One of the pleasures of working to restore limited government is corresponding with many fine people who have a similar goal. While conservatives have their differences, they are usually minor and easy to paper over. There is one issue, though, that is poised to cause serious damage to the conservative cause, and through it, to America. That issue is the push for term limits.
The argument for term limits is simple. When a congressman has been in Washington for some years, he falls in love with his job. He loses touch with the people in his district, and forgets any public interest he may have had in mind when he first ran for office. He needs to be replaced in order to restore representation to his constituents, but as an incumbent he is very difficult to dislodge. Term limits would automatically throw him out after a fixed number of terms. Problem solved.
This reasoning appeals to many conservatives. After all, when someone in office loses touch with his constituents, it usually means that he moves toward the left. When we see the likes of Sen. Ted Kennedy (D-Massachusetts) or Rep. Lee Hamilton (D-Indiana), who have been in office since most of us were children, the prospect of an easy way of ousting them presents a serious temptation.
Unfortunately, there just isn’t an easy route to good government. We object when liberals approach every problem by saying, “Let the government do it!” We correctly point out the disasters that result when government tries to eliminate poverty through welfare, pollution and job hazards through federal regulation, or retirement insecurity through Social Security and Medicare. Why would we think that government regulation of congressional terms would solve the problem of people re-electing liberal legislators?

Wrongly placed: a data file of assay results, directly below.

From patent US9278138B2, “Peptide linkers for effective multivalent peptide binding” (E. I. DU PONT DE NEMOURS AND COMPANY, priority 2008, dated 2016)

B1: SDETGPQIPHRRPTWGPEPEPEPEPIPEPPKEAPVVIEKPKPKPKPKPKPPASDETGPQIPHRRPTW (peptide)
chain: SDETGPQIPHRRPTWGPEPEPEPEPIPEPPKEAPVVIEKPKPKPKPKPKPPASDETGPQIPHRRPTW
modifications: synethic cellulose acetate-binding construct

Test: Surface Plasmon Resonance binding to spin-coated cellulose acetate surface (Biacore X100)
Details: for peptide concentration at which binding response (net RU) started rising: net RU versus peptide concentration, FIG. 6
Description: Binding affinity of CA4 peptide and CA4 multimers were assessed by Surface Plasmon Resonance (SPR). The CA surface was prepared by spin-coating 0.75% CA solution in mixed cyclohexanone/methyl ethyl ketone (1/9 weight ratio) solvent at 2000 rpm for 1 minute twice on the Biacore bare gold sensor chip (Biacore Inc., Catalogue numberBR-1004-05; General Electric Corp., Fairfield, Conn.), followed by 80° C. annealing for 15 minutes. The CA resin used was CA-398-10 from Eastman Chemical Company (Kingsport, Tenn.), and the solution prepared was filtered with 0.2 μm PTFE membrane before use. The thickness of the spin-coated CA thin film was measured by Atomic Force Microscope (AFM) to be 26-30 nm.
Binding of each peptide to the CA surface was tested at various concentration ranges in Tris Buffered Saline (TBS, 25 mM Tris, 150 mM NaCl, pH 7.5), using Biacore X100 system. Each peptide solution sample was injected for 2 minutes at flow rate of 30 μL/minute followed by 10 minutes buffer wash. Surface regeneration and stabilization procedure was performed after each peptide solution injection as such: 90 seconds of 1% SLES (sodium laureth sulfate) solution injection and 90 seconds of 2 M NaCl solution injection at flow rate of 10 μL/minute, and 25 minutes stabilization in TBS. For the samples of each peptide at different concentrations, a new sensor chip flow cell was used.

The term limits idea should be rejected for three reasons: they will not work, they are not needed, and the movement which espouses them poses a danger to the Constitution. Term limits will not ensure the election of public-spirited legislators because they improve neither the quality of the candidates for office, nor the thought processes of the voters. Most candidates for congressional seats have been legislators at either the state or federal level for many years before running for this particular office. The voters would need to be just as alert and knowledgeable about these “new” faces as they should have been about the old, if removing the incumbent from the race is to do any good. With so many conservatives in Congress now, we are almost as likely to lose a good incumbent as a bad one through term limits.
The recent high turnover in Congress shows that we do not need term limits to remove jaded legislators. Most members of the House of Representatives have been in office for less than six years. The original Constitutional Convention considered and rejected term limits in favor of a short interval between elections. The Framers of the Constitution knew what they were doing.
Those who are leading the drive toward term limits are not appropriate leaders for conservatives who support the Constitution. The U.S. Term Limits organization has long been on record as favoring a Constitutional Convention to reach their goal. This year, they are rushing about from state to state, getting con-con resolutions introduced in the state legislatures. There is no single event that holds more danger for our constitutional system than a Constitutional Convention in our benighted era. I’m convinced that if the con-con promoters succeed in bringing about such a convention, we can kiss our hard-won liberties good-bye. No political goal is worth taking that risk.
Nobody is forcing voters to re-elect incumbents, and it would be wrong to force them to reject incumbents. If we want to replace liberal legislators with people who will stand up for our Constitution, there is only one right way to do it. We must have an informed and responsible electorate. No amount of structural reform can replace the hard work needed to create such a body of voters. Let’s forget about term limits and work to expose our legislators’ voting records, good or bad, for all to see.